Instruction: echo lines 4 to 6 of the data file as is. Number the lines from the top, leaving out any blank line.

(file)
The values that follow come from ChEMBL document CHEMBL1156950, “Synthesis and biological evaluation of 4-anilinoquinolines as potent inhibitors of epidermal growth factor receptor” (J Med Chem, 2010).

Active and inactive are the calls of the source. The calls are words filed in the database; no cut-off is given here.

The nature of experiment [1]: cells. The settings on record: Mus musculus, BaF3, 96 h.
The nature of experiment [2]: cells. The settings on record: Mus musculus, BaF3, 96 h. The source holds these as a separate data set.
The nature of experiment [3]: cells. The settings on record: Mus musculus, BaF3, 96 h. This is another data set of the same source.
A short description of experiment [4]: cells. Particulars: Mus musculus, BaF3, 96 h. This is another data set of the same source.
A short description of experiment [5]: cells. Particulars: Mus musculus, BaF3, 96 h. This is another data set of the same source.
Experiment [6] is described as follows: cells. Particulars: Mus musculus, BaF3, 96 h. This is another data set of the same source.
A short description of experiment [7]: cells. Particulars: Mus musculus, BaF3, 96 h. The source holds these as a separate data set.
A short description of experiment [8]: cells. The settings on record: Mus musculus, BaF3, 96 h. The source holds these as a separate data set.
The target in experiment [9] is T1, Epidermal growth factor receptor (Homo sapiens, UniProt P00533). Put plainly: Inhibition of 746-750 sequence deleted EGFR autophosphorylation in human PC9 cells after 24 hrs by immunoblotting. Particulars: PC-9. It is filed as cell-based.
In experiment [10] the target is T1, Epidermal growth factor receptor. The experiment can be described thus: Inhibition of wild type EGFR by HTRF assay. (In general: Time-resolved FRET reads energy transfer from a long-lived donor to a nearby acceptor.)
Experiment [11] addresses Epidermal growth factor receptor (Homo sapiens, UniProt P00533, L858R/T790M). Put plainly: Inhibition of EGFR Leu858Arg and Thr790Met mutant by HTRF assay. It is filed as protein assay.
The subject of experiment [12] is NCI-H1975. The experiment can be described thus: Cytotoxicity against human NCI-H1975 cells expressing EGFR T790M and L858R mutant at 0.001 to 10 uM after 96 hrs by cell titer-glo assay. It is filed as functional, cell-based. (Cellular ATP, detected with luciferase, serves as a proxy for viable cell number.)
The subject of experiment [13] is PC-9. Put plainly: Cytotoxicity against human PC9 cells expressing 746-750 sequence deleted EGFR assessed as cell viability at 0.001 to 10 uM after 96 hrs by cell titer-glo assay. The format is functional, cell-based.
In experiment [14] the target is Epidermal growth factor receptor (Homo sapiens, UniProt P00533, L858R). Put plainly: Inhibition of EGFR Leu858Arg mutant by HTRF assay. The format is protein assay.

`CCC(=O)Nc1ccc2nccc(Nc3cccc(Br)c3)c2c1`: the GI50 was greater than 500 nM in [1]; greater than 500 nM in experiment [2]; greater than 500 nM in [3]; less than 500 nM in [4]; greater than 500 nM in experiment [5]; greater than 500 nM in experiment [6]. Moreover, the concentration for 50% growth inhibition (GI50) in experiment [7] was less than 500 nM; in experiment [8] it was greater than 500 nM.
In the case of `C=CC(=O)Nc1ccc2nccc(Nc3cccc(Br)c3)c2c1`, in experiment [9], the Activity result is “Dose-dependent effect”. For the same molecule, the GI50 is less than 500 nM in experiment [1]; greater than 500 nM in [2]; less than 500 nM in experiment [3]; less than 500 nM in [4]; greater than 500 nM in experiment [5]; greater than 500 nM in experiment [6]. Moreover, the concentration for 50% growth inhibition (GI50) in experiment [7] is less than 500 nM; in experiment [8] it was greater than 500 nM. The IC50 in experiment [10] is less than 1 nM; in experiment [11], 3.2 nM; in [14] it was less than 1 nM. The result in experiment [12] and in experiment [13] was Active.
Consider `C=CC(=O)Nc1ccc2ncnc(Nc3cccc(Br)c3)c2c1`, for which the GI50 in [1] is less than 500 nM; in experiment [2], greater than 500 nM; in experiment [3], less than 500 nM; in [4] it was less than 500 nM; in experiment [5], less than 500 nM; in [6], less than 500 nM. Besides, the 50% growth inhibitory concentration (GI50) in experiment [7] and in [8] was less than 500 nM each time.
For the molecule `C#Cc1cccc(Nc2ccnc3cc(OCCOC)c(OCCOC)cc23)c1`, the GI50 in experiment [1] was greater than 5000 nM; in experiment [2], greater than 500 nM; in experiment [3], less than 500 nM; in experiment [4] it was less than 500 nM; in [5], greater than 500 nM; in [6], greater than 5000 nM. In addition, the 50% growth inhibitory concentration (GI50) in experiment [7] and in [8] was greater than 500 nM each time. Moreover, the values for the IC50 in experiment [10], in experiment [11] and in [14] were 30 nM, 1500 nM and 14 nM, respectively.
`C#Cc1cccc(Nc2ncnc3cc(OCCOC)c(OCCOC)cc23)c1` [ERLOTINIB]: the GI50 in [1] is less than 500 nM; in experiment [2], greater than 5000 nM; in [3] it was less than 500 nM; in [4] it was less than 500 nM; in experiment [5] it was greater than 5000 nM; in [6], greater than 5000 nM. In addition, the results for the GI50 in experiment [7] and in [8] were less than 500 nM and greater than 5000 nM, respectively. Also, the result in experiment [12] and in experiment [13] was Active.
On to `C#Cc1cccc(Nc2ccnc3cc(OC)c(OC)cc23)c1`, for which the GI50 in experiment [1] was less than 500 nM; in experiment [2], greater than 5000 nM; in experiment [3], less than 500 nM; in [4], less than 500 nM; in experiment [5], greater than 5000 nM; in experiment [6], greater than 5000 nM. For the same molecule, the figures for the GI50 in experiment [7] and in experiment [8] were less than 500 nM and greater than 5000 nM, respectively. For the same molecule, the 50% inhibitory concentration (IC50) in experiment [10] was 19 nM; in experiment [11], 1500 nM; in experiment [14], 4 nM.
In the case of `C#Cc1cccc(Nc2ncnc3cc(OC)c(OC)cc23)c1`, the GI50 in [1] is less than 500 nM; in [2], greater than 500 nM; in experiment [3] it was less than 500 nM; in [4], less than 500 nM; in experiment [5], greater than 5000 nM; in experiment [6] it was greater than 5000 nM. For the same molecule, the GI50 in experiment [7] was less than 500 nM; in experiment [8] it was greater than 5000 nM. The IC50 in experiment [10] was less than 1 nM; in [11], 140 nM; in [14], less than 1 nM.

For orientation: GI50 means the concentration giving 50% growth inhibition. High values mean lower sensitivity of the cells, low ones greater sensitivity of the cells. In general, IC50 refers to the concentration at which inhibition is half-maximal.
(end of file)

The nature of experiment [2]: cells. The settings on record: Mus musculus, BaF3, 96 h. The source holds these as a separate data set.
The nature of experiment [3]: cells. The settings on record: Mus musculus, BaF3, 96 h. This is another data set of the same source.
A short description of experiment [4]: cells. Particulars: Mus musculus, BaF3, 96 h. This is another data set of the same source.